Gephart, 1999; Kirchgassler, 1991; Robson, 2002; Shields & Twycross, 2003). Next, the quantitative
methodology is addressed.
When using the quantitative methodology, the researcher faces several key considerations. The
quantitative approach focuses on developing and gathering a valid data set and then using various
descriptive statistical analysis techniques to test for significance (Cooper & Schindler, 2006; Karami,
Rowley, & Analoui, 2006; Kirchgassler, 1991; Lund, 2005). To accomplish this task the researcher must
develop the right research question, hypothesis, and survey instrument. The researcher must focus on
the survey instrument’s design so it does not bias the responses and also ensure the validity of the data
set by attaining a sufficient sample size (Cooper & Schindler, 2006; Robson, 2002). Moreover, the
sample group must be appropriate for the statistical analysis techniques being used in order to ensure the
study’s validity (Cooper & Schindler, 2006; Robson, 2002) .
When the quantitative methodology is properly used, the results are highly effective in determining the
significance of relationships between variables. While performing the design and implementation of the
study, the researcher must focus on ensuring the validity of the measurement instrument. According to
Cooper and Schindler (2006), the researcher must meet several components of validity that include
“internal validity, content validity, criterion-related validity, and construct validity” (pp. 318-321). Cooper
and Schindler also emphasize that in addition to the validity factor, other test that must be met include
“reliability, stability, equivalence, internal consistency, practicality, economy, convenience, and
interpretability” (pp. 321-324).
In addition, the quantitative research design provides the researcher with an objective framework by
which to identify specific patterns through statistical analysis (Cooper & Schindler, 2006; Shields &
Twycross, 2003). The use of quantitative statistical analysis allows the researcher to establish a
hypothesis and either validate or disprove the hypothesis. The use of statistical analysis also provides
conclusions that are unambiguous, concrete, reliable, objective, and independent of the researcher
provided he or she followed the method’s fixed, concrete requirements (Arbnor & Bjerke, 1997; Cooper &
Schindler, 2006; Robson, 2002). It is the very nature and rigor of quantitative, fixed research that adds
validity and creditability to the research model (Robson, 2002). Next, the qualitative methodology is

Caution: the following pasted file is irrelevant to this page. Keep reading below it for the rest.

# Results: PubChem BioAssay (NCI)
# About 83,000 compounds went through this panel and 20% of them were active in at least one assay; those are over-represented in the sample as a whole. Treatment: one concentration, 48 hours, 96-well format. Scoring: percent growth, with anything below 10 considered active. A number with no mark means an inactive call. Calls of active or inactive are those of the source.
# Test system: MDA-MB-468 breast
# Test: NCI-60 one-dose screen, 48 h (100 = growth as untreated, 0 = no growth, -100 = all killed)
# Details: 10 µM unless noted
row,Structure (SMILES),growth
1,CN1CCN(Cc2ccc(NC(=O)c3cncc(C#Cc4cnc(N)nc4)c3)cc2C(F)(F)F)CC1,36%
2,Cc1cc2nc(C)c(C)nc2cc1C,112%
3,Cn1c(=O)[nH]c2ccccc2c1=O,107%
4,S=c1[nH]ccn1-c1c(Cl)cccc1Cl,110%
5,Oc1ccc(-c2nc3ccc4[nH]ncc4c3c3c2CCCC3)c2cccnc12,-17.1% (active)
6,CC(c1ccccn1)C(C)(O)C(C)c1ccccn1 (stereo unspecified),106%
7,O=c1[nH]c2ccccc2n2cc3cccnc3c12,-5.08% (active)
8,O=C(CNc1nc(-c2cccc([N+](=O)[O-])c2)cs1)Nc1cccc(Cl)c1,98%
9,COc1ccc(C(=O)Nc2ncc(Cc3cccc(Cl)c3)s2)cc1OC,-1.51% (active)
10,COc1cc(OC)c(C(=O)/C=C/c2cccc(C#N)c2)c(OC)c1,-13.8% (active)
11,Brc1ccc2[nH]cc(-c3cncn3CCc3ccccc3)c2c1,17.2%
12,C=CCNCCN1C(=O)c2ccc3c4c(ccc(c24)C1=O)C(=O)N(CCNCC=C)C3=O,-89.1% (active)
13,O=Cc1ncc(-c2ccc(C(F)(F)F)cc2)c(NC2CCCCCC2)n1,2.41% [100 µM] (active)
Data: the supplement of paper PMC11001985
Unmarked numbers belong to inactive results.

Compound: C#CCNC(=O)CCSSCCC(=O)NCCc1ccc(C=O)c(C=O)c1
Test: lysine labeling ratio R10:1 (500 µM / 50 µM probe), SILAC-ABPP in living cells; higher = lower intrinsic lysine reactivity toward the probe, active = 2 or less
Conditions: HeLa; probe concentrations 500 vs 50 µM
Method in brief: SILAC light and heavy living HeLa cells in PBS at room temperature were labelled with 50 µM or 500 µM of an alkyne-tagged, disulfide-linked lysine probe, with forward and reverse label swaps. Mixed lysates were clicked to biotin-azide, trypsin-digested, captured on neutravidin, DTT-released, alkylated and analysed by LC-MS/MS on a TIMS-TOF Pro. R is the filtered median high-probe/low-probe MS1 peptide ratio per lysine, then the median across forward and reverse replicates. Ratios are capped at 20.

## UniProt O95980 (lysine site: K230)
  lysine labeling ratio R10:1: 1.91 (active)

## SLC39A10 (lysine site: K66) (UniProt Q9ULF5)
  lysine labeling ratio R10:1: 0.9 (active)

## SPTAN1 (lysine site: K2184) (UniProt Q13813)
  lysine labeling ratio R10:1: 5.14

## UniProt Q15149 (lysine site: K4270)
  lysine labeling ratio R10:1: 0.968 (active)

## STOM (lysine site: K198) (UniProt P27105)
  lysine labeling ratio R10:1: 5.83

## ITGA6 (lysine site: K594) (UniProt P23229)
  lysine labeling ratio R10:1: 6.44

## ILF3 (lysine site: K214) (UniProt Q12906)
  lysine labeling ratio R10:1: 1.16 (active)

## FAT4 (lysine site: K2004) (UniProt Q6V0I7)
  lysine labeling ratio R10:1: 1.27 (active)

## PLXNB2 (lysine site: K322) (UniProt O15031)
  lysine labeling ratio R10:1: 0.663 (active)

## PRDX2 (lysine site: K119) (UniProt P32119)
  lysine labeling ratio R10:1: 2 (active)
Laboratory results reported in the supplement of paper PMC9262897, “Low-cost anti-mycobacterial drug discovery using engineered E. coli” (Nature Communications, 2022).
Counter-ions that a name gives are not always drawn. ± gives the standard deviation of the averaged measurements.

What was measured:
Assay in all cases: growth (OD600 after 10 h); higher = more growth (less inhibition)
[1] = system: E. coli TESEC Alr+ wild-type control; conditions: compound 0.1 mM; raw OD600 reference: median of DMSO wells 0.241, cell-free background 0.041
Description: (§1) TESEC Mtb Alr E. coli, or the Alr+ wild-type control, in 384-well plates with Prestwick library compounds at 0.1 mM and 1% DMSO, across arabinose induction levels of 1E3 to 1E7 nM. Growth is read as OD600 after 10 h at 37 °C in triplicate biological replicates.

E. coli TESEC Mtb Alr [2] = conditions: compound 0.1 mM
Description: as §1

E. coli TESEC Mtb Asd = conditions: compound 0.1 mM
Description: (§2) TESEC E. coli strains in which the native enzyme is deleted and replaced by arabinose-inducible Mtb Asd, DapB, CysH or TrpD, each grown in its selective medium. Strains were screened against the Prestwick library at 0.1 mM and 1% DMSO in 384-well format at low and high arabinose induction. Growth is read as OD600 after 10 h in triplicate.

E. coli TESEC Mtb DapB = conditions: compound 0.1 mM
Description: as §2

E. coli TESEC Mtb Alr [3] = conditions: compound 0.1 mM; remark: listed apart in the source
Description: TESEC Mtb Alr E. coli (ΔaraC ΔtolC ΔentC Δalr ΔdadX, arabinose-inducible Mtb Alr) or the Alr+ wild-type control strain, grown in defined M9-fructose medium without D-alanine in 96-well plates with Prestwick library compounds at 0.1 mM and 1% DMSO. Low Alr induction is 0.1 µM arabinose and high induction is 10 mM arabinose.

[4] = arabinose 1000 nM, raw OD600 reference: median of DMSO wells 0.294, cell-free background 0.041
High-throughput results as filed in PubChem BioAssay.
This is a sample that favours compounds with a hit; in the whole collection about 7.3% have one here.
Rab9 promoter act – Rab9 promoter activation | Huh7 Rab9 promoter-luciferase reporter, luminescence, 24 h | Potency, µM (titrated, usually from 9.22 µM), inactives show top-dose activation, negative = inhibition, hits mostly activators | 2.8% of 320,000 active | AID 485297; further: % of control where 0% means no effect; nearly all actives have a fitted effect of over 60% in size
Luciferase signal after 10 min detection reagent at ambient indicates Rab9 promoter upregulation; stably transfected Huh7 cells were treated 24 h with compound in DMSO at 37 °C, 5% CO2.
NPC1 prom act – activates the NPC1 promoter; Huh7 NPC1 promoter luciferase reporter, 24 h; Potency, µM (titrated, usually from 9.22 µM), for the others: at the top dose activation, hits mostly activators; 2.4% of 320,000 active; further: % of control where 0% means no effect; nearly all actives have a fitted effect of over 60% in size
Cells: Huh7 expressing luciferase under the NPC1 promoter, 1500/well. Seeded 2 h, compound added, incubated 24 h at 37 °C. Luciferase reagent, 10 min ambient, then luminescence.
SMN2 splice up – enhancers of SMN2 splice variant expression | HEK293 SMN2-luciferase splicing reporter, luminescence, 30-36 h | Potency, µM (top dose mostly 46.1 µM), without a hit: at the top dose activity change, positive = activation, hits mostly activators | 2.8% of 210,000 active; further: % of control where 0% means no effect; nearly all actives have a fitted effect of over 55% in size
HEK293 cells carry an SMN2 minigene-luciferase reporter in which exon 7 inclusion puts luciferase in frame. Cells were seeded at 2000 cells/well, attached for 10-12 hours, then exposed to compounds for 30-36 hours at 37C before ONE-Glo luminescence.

The qualitative methodology requires that the researcher perform a complete self-analysis to ensure they
are firmly committed to the endeavor. Qualitative research is very demanding on the researcher and
entails a tremendous amount of data gathering and cataloging of data because the researcher is actually
documenting human experience (Hannah, 2006; Huberman & Miles, 1994; Robson, 2002). Within the
large amount of data gathered during qualitative research, the researcher seeks to use techniques that
are centered in content analysis, matrix analysis, grounded theory which often times requires insight,
intuition, and creativity (Clark, 1998; Conger, 1998; Huberman & Miles, 1994; Robson, 2002).
When properly used, qualitative research provides measurement and meaning through a data analysis of
patterns, themes, trends, plausibility, clustering, metaphors, counting, contrast, comparisons, partitioning,
factoring, relationships, evidence, logic, and theoretical coherence to name a few (Huberman & Miles,
2002; Robson, 2002). The qualitative research design provides the researcher with more varied options
concerning research question development and study implementation including how to gather and
analyze the data (Huberman & Miles, 1994; Morgan & Smircich, 1980; Morse, 2006; Onwuegbuzie &
Leech, 2005). The qualitative design adds a tremendous potential for added depth in the research topic
and allows the researcher to explore the date more thoroughly (Conger, 1998; Huberman & Miles, 1994;
Morgan & Smircich, 1980; Morse, 2006; Onwuegbuzie & Leech, 2005; Rolfe, 2006). From a critical
realist and post-positivist perspective, the qualitative method allows the researcher to focus on the
subject’s individual experience, which better explain the subject’s reality (Conger, 1998; Huberman &
Miles, 1994; Morgan & Smircich, 1980; Morse, 2006; Onwuegbuzie & Leech, 2005; Rolfe, 2006).
One of the greatest benefits of the qualitative methodology is that it affords the researcher more flexibility
in how to gather, arrange, and display research data. However, the qualitative approach is very